Tobacco Health Hazard Alert: What you must know

There are lots of dangers posed by unhealthy consumption of tobacco. Around the globe there has been a rise in tobacco related deaths (especially tobacco smokers), and sometimes even non-users

Tobacco has been with us for a long time and has become widely used for recreational purposes. Tobacco is not an illegal substance in many countries of the world hence its quite accessible.

Recognised tobacco products include
cigars, little cigars, dissolvable products such as coffee electronic cigarettes (traditional smokeless tobacco products, water pipes and snuff (especially In Africa)

Some reasons people find tobacco use beneficial include;
– The momentary gratification
– The social bonding with other smokers
– Its use for recreation and relaxation
– The feeling of creating a ritual.

These so-called benefits however have made it almost impossible for chronic smokers to quit, as tobacco contains addictive substances.

Tobacco smoking (either cigarettes, pipes and cigars) happens to be the most common way tobacco is consumed. There are no safe substances in any tobacco products, from acetone and tar to nicotine and carbon monoxide. The substances inhaled don’t just affect the lungs. They can affect the entire body

Cigarettes contain about 600 ingredients, many of which can also be found in cigars and hookahs. When these ingredients burn, they generate more than 7,000 chemicals, according to the American Lung Association. Many of those chemicals are poisonous and at least 69 of them are linked to cancer especially lung cancer.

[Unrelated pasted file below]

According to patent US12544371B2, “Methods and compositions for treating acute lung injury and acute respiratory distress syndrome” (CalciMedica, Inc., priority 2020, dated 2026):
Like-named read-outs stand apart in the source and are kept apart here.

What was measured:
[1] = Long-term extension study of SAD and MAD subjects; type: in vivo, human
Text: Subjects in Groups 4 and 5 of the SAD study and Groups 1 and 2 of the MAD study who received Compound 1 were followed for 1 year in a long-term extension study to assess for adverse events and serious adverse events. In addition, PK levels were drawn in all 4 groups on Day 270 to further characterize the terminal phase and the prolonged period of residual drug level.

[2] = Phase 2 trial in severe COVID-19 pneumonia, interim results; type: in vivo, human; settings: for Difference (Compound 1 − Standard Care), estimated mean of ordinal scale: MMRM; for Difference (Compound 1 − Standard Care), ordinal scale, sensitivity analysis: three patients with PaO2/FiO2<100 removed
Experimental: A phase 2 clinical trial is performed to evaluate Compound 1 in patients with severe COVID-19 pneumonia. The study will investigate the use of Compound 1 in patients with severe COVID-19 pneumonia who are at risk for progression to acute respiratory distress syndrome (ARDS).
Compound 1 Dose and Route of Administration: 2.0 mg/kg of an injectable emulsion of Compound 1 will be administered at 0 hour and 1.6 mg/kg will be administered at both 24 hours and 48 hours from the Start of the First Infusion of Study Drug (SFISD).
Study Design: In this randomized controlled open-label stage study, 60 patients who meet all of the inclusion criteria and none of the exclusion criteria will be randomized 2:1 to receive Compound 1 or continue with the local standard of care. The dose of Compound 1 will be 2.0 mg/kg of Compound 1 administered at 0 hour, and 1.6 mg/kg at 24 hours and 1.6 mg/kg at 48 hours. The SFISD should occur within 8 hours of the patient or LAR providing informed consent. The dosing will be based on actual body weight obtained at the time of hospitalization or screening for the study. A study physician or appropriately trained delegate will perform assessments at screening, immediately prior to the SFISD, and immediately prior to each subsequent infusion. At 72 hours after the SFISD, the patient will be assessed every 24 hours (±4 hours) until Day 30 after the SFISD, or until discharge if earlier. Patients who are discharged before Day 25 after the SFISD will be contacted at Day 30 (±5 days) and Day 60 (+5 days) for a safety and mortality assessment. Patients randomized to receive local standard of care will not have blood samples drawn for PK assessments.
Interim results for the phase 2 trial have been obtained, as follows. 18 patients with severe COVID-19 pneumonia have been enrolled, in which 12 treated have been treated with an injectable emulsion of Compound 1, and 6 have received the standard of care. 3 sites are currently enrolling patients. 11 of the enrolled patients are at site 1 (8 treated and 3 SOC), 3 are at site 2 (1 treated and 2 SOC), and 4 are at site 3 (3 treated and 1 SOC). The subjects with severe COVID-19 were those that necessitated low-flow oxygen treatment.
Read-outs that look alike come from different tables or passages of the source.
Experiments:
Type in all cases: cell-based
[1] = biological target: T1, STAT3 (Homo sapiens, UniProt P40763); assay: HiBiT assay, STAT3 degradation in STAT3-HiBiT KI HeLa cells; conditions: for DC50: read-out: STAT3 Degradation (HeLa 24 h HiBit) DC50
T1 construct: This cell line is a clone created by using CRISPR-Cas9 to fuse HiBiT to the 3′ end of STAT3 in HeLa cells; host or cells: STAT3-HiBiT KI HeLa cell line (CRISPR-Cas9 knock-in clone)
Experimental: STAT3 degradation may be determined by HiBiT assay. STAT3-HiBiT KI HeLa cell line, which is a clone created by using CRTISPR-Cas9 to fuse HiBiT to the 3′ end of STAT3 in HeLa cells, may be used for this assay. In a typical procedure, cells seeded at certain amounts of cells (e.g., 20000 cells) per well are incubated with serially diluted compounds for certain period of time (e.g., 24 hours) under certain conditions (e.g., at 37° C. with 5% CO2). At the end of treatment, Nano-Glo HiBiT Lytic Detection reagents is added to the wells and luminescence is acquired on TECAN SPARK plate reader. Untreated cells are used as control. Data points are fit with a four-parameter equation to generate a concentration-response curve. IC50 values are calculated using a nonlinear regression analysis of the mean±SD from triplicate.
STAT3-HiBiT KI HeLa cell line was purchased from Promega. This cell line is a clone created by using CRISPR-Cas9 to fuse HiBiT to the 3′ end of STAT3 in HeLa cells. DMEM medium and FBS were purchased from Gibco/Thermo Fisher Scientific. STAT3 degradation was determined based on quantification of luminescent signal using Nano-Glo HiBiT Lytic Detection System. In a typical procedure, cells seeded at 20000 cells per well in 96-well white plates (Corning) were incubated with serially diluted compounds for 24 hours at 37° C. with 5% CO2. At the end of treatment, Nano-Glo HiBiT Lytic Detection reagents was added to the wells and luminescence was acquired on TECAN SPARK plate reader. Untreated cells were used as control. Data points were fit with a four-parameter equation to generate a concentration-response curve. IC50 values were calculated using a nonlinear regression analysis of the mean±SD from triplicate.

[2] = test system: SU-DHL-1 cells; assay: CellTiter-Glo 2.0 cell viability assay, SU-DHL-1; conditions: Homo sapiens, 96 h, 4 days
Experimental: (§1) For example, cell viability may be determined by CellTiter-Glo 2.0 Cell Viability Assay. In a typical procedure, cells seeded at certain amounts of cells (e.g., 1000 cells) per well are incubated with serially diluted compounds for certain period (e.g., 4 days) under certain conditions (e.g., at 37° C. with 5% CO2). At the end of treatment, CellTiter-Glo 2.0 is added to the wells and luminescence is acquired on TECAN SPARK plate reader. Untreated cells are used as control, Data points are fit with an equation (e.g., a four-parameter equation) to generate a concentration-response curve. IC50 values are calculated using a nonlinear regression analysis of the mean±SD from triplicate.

Smoking increases the risk of mouth, throat, larynx, and oesophagus cancers. Smokers also have higher rates of pancreatic cancer. Even people who smoke but dont inhale face an increased risk of mouth cancer.

One of the ingredients in tobacco is a mood-altering drug called nicotine. Nicotine reaches the brain in just mere seconds and makes one feel more energized for a while. But as that effect wears off, the individual feel tired and crave more. Nicotine is extremely habit-forming, which is why people find smoking so difficult to quit.
Physical withdrawal from nicotine can impair one’s cognitive functioning and make one feel anxious, irritated, and depressed. Withdrawal can also cause headaches and sleep problems.

When an individual inhales smoke, he inhales substances and chemicals that can damage the lungs. Over time, this damage leads to a variety of problems. Along with increased infections, people who smoke are at higher risk for chronic irreversible lung conditions such as:
Emphysema: the destruction of the air sacs in the lungs
Chronic bronchitis: permanent inflammation that affects the lining of the breathing tubes of the lungs
Chronic obstructive pulmonary disease (COPD): a group of lung diseases
Children whose parents smoke are more prone to coughing, wheezing, and asthma attacks than children whose parents dont. They also tend to have higher rates of pneumonia and bronchitis.

The more obvious signs of smoking involve skin changes. Substances in tobacco smoke change the structure of the skin. A recent study has shown that smoking dramatically increases the risk of squamous cell carcinoma (skin cancer).